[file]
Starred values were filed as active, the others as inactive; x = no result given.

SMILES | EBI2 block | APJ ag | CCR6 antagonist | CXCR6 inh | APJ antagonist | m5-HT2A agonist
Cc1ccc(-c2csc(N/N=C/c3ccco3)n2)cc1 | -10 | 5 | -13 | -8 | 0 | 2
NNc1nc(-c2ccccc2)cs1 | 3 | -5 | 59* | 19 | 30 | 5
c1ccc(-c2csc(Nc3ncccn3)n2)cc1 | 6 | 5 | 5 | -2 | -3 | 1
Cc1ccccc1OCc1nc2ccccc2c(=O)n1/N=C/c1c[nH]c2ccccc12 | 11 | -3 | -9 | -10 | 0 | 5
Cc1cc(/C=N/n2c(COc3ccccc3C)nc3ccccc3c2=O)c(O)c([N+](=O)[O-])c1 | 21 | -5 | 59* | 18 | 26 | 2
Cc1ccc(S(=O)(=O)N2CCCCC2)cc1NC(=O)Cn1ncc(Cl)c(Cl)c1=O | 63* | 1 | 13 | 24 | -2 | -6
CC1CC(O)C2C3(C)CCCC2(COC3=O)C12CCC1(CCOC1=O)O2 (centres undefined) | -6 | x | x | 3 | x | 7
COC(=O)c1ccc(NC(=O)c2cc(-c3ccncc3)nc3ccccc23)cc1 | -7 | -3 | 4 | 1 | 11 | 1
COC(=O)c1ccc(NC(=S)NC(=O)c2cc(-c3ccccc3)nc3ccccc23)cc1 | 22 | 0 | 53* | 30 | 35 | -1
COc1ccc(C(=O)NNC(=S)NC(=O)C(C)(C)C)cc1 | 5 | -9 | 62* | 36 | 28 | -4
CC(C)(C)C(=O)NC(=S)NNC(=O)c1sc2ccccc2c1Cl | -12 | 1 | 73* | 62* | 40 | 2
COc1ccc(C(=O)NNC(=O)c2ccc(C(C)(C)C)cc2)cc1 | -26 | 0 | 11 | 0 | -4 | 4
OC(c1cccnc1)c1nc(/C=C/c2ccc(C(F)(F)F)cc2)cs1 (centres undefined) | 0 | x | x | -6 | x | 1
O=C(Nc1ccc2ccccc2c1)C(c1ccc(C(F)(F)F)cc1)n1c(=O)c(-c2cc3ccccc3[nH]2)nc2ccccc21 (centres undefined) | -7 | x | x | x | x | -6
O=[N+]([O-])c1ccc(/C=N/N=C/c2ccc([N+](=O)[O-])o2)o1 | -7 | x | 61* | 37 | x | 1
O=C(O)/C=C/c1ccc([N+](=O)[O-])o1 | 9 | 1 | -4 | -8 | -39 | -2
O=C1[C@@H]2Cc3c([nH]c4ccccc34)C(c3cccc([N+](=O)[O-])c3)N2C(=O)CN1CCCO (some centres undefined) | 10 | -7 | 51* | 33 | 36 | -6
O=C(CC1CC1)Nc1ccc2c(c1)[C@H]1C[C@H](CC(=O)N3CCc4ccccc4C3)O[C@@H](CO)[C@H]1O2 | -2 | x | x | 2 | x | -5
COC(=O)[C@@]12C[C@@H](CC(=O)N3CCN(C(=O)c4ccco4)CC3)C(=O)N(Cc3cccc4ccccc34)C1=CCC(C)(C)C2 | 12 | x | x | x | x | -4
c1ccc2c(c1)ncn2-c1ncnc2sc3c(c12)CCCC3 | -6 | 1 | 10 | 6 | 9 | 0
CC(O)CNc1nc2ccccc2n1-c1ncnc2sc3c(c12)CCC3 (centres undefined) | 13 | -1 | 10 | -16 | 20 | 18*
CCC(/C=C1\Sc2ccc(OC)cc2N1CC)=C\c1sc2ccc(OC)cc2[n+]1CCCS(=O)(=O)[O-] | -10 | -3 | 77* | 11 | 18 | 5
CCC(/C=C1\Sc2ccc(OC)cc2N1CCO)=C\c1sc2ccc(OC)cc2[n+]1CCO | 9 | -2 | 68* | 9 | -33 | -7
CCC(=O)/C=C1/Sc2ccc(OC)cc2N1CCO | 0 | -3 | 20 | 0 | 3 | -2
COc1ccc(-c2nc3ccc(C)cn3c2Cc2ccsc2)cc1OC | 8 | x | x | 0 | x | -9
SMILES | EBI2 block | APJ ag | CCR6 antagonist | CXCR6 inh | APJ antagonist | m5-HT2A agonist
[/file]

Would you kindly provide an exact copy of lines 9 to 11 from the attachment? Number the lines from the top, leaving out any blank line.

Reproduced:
CC1CC(O)C2C3(C)CCCC2(COC3=O)C12CCC1(CCOC1=O)O2 (centres undefined) | -6 | x | x | 3 | x | 7
COC(=O)c1ccc(NC(=O)c2cc(-c3ccncc3)nc3ccccc23)cc1 | -7 | -3 | 4 | 1 | 11 | 1
COC(=O)c1ccc(NC(=S)NC(=O)c2cc(-c3ccccc3)nc3ccccc23)cc1 | 22 | 0 | 53* | 30 | 35 | -1